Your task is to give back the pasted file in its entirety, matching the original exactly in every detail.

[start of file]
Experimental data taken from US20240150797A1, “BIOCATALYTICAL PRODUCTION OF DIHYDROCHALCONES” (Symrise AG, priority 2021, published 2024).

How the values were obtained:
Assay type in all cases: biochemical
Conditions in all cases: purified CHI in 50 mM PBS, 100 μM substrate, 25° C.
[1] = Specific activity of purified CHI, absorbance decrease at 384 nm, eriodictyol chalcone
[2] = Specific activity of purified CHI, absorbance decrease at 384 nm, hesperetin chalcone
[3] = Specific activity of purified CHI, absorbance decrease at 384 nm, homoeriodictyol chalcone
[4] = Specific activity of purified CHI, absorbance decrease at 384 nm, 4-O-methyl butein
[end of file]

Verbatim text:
Experimental data taken from US20240150797A1, “BIOCATALYTICAL PRODUCTION OF DIHYDROCHALCONES” (Symrise AG, priority 2021, published 2024).

How the values were obtained:
Assay type in all cases: biochemical
Conditions in all cases: purified CHI in 50 mM PBS, 100 μM substrate, 25° C.
[1] = Specific activity of purified CHI, absorbance decrease at 384 nm, eriodictyol chalcone
[2] = Specific activity of purified CHI, absorbance decrease at 384 nm, hesperetin chalcone
[3] = Specific activity of purified CHI, absorbance decrease at 384 nm, homoeriodictyol chalcone
[4] = Specific activity of purified CHI, absorbance decrease at 384 nm, 4-O-methyl butein